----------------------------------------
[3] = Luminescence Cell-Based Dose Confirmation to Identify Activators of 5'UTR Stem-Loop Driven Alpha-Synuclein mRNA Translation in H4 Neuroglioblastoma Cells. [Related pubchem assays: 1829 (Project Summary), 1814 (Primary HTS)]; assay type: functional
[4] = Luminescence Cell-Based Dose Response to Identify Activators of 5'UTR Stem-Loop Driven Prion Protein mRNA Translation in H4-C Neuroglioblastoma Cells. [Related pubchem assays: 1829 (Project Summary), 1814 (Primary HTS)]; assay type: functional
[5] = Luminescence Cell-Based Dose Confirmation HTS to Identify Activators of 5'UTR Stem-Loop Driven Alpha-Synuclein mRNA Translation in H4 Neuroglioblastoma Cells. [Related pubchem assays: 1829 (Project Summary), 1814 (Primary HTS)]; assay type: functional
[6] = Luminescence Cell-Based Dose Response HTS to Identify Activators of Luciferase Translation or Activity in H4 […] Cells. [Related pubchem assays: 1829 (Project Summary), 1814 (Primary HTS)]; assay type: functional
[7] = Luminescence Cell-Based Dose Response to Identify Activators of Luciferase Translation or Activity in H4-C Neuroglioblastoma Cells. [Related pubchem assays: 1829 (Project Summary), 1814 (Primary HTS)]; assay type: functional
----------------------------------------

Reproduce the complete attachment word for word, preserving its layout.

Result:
[3] = Luminescence Cell-Based Dose Confirmation to Identify Activators of 5'UTR Stem-Loop Driven Alpha-Synuclein mRNA Translation in H4 Neuroglioblastoma Cells. [Related pubchem assays: 1829 (Project Summary), 1814 (Primary HTS)]; assay type: functional
[4] = Luminescence Cell-Based Dose Response to Identify Activators of 5'UTR Stem-Loop Driven Prion Protein mRNA Translation in H4-C Neuroglioblastoma Cells. [Related pubchem assays: 1829 (Project Summary), 1814 (Primary HTS)]; assay type: functional
[5] = Luminescence Cell-Based Dose Confirmation HTS to Identify Activators of 5'UTR Stem-Loop Driven Alpha-Synuclein mRNA Translation in H4 Neuroglioblastoma Cells. [Related pubchem assays: 1829 (Project Summary), 1814 (Primary HTS)]; assay type: functional
[6] = Luminescence Cell-Based Dose Response HTS to Identify Activators of Luciferase Translation or Activity in H4 […] Cells. [Related pubchem assays: 1829 (Project Summary), 1814 (Primary HTS)]; assay type: functional
[7] = Luminescence Cell-Based Dose Response to Identify Activators of Luciferase Translation or Activity in H4-C Neuroglioblastoma Cells. [Related pubchem assays: 1829 (Project Summary), 1814 (Primary HTS)]; assay type: functional